Skip to main content

Staff and Trustee Conversation on Conscious Whiteness & Racial Equity with The CARESTAR Foundation


an Interview by Caitlin Brune, Northern California Grantmakers with Tanir Ami, CEO and Michael Heil, Board Chair, The CARESTAR Foundation

I connected with Tanir Ami, CEO of the CARESTAR Foundation, and Michael Heil, Board Chair, during the final week of NCG’s learning series Unconscious Whiteness for Board Members & Trustees, where a cohort of 15 white-identifying board members and trustees came together to learn. We discussed their motivation for participating, the challenges and opportunities CARESTAR has encountered in attempting to center racial equity, and what’s next in manifesting their commitment. The conversation has been edited for brevity.

Describe a few early moves to center racial equity within the CARESTAR Foundation.

Michael: About two years ago, Tanir invited our board to think about race and its impact on emergency and trauma services. Until then, to be honest, I had not really thought about it. Since that time, I have had a new curiosity to learn about how race and ethnicity impacts emergency services and health outcomes.

At the same time, Tanir invited the board to reflect on the composition of our board and to notice that, at that time all of us were White, advantaged in our society. I couldn’t help but wonder what implications this lack of cultural diversity and life experience was having on how we do our jobs as board members and whether we could truly understand the experiences of all Californians using emergency services. We committed to both enlarge and diversify our board. We have now recruited six new members and have a plurality of members with diverse racial and ethnic backgrounds. This has already led to new and, sometimes difficult conversations.

As you’ve proceeded, what obstacles have you encountered – personally? Organizationally?

Tanir: From early on, I’ve frequently felt discomfort. 2020 was not an easy year on many levels. In addition to all of the ramifications of the pandemic personally and professionally, difficult conversations happened around race and equity in board meetings and in one-on-ones offline. Watching and sitting with people as they are uncomfortable is difficult in itself. As a woman and as “the boss,” I have an internal narrative that it’s my responsibility to fix it, solve it, make it better, alleviate tension.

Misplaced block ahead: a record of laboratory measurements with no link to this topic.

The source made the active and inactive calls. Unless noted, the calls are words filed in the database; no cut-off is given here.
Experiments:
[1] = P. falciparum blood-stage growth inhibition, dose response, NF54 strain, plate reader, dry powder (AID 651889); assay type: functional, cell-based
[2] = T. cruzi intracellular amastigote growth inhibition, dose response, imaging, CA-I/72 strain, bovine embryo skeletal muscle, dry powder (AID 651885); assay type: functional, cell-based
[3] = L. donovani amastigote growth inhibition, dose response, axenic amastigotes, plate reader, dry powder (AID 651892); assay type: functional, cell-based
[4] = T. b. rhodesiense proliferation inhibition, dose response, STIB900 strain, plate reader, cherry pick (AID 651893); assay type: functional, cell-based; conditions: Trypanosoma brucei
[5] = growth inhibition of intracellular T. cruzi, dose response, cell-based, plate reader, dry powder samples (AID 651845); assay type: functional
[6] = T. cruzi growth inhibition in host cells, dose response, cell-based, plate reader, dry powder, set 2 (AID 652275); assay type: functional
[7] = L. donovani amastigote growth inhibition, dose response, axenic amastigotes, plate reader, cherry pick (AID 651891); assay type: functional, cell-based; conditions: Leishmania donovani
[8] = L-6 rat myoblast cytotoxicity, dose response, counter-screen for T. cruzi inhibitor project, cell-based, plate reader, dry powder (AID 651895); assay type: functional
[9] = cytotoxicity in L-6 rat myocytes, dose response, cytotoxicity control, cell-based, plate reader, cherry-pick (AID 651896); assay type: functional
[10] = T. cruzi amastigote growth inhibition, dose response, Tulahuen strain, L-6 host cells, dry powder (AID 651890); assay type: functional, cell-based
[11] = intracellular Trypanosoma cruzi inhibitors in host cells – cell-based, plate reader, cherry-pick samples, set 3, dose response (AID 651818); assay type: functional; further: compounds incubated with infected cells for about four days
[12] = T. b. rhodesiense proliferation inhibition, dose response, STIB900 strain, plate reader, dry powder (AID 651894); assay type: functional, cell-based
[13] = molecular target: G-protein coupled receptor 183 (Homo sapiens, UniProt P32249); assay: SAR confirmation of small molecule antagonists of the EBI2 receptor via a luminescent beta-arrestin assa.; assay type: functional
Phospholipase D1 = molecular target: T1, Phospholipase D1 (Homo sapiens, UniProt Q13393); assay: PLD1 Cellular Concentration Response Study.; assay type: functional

Frequently, I need to navigate the tension and not fix the discomfort, but hold an authentic, transparent process. It’s very hard to be in the mess of a hot conversation. I feel sweaty, shaky, nervous, second guess myself. And I have gotten increasingly comfortable with discomfort. I wish that everyone could have a shared understanding of discomfort – no need to fix it, make it go away, bypass it.

Michael: At this point in my career, I have seniority in my field, which means I’m often called an “expert,” called to offer ‘expert’ testimony and so forth. This bleeds back into one’s consciousness. Recently, Tanir sent me the demographic profile of paramedics, which revealed how the profession is horribly skewed to White men. I had a very uncomfortable moment because I didn’t know this, despite all my “expertise”!

When we, as a board, were talking about what lens would influence our grantmaking and operations, race was on the table. I was, at the time, arguing for the social determinants of health – the constellation of income level, where one lives, gender, and other factors that influence health outcomes. I felt this internal refusal to just center race that ended up being uncomfortable; I got good, strong pushback. Maybe one of the reasons I was fighting it was unconscious whiteness. Personally and professionally, it’s uncomfortable for there to be so much that is true that I also am not aware of.

What’s been satisfying? What breakthroughs have you experienced?

Tanir: Personally, it’s been satisfying to follow through on my desire to truly center racial equity in our organization. I now know I won’t get fired [laughter] and it feels like we have really good momentum as a group; that there’s a shared sense of curiosity and willingness.

Michael: Sometimes, I feel like I got on a bucking bronco, especially through this refinement of our mission, vision, and values. But I am putting faith in the collaborative and open process and haven’t gotten thrown off yet. I do worry about what we will actually do differently, though, in how we select the initiatives we will undertake.

What’s next?

Tanir: We are JUST figuring out what centering race equity means as it moves through our organization – internally, in all our operations, and our grantmaking. We have “good bones in place”: a more representative and culturally diverse board, a mission and vision that clarifies our commitment, and a strategic plan that provides a framework. Still, I am wading through uncertainty about what this will demand of the foundation in terms of grantmaking. I would say that we’ve moved through the “Awake” phase and are swimming around in the “Woke” and “Work” area of effort, to use Equity in the Center’s metaphor. The Work phase looks like living, breathing racial justice through all aspects (org culture, vendors, investments) and external work (grantmaking).

What key insights would you offer other CEOs and board members committed to advancing racial equity and racial justice?

  • Begin with the board
  • Build tolerance of discomfort
  • Bring curiosity, humility, openness, and commitment (to stay the course)
  • Start from a place of not-knowing
  • Listen, to each other around the board table, your grantees, and trusted leaders of color
Find More By:
News Type